ICC Russia and EPAM Will Host Workshop Featuring British Psychologist Doctor Kimberley Wade on “The Role of Witness Evidence in International Arbitration”
On June 16, 2021, the Russian National Committee of the International Chamber of Commerce – the World Business Organization (ICC Russia) and EPAM will host a unique workshop “The Role of Witness Evidence in International Arbitration: What We Trust in?”. EPAM Counsel Tatyana Neveeva will speak at the workshop.
Speaking for the first time ever in Russia, Dr Kimberley A. Wade, professor of psychology at the University of Warwick and world-renowned cognitive psychologist, will be the featured speaker at a co-hosted ICC Russia and Epam workshop. At the workshop, Dr Wade will discuss the results of the latest research into human memory and the effects of post-event information on eyewitness testimony. Dr Wade is a British psychologist and scholar who has co-authored numerous studies on human memory.
Moreover, the workshop is to present the Russian version of the ICC Commission on Arbitration and ADR report “The Accuracy of Fact Witness Memory in International Arbitration”, which was co-authored by Dr Wade and co-translated by Tatyana Neveeva.
Trust is the key factor in the assessment of the role and value of witness testimony in international arbitration and different legal cultures have dealt with this issue differently. Civil law jurisdictions, for instance, are incline to place less focus on witness testimony and more focus on documentary evidence. Some civil law jurisdictions are so skeptical regarding the value of witnesses who are employed by a party to the proceedings, that evidence from such witnesses is not admissible at all. In contrast, common law jurisdictions have placed significant weight on witness testimony and it is from those jurisdictions that the traditions of narrative witness statements and the cross-examination of witnesses have emerged.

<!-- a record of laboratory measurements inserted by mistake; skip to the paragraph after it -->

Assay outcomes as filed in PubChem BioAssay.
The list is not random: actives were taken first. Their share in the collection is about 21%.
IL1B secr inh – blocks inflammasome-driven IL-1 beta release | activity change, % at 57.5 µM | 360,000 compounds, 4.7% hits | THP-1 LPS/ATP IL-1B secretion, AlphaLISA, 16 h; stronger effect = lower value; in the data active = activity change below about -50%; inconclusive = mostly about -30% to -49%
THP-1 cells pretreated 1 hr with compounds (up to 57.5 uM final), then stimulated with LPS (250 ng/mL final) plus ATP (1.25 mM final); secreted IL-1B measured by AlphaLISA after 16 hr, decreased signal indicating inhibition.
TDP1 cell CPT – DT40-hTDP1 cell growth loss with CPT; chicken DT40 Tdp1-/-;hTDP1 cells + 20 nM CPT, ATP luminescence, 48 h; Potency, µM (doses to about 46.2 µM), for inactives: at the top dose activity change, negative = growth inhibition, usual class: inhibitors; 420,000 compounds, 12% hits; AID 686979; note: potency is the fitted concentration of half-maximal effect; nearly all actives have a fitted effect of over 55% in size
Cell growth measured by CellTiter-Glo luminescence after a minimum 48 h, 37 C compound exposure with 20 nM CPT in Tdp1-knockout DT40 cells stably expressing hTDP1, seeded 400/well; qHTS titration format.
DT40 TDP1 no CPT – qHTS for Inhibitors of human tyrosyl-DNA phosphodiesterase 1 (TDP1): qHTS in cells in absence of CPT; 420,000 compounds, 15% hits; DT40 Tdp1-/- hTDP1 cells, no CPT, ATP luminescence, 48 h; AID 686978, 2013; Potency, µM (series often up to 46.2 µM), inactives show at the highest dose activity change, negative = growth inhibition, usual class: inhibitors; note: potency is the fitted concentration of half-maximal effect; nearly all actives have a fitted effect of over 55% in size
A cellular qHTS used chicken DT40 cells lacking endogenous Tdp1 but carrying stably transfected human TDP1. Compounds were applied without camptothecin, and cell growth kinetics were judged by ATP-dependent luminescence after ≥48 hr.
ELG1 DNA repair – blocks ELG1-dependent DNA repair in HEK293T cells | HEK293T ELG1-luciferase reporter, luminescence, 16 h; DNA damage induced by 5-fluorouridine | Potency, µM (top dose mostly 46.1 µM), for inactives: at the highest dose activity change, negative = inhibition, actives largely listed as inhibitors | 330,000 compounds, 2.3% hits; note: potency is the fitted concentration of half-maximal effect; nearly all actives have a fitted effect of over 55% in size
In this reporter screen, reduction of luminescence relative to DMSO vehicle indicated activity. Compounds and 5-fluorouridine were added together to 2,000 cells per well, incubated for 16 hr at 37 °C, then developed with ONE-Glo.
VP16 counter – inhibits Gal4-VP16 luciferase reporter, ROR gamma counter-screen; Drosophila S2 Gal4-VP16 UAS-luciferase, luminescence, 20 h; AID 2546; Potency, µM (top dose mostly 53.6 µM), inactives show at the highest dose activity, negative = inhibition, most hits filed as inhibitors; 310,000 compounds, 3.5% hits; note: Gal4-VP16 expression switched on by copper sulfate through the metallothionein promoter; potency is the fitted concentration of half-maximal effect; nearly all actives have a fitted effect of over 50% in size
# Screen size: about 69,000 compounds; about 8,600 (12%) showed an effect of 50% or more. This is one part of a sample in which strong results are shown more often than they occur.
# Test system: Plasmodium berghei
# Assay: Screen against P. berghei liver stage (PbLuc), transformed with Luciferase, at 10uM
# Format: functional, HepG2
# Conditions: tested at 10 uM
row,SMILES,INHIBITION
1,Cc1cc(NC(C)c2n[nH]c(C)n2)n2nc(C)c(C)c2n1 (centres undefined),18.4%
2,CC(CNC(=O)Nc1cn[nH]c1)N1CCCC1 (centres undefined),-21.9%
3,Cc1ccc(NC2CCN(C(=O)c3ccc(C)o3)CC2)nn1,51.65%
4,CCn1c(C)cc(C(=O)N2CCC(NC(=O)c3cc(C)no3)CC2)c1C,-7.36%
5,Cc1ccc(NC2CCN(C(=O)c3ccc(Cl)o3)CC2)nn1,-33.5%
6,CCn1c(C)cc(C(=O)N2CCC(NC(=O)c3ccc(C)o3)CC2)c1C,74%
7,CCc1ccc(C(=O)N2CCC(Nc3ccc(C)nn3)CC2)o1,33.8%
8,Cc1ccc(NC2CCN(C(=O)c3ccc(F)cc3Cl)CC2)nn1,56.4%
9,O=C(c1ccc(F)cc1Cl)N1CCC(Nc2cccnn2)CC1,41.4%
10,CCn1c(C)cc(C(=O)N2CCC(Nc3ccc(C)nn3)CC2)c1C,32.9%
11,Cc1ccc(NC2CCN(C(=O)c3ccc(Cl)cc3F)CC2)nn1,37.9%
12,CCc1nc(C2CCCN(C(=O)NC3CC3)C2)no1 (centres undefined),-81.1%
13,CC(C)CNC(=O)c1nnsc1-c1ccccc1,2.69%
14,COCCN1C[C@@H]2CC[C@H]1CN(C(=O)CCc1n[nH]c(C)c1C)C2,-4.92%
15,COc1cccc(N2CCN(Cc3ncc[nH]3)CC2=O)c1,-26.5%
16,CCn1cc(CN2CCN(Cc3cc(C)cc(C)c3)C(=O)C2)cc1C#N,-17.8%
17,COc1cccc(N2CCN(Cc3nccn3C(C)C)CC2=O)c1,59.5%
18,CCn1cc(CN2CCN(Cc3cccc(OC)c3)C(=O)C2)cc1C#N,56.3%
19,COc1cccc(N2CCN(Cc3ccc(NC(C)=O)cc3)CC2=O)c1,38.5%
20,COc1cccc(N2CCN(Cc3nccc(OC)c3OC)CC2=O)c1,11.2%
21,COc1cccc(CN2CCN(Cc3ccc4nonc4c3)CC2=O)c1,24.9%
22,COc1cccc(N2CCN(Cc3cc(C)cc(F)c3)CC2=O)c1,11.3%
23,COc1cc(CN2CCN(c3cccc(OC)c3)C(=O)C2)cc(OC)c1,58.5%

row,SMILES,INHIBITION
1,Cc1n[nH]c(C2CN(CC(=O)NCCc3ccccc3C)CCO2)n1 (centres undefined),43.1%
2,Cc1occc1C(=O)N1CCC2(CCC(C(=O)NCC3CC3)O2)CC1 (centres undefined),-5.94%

At the workshop, the following questions will be addressed:
- Which “witness testimony” point of view dominates the legal world today?
- Should one implicitly trust witness testimony or rather disregard it as post-event information affects human memory and often results in distorted or even fabricated memories?
- How to manage the risks of giving witness testimony?
- How to specifically differentiate between inaccuracies or distortions arising as a result of the imperfect memory process from a witness’ or even deliberate efforts to distort or color the truth?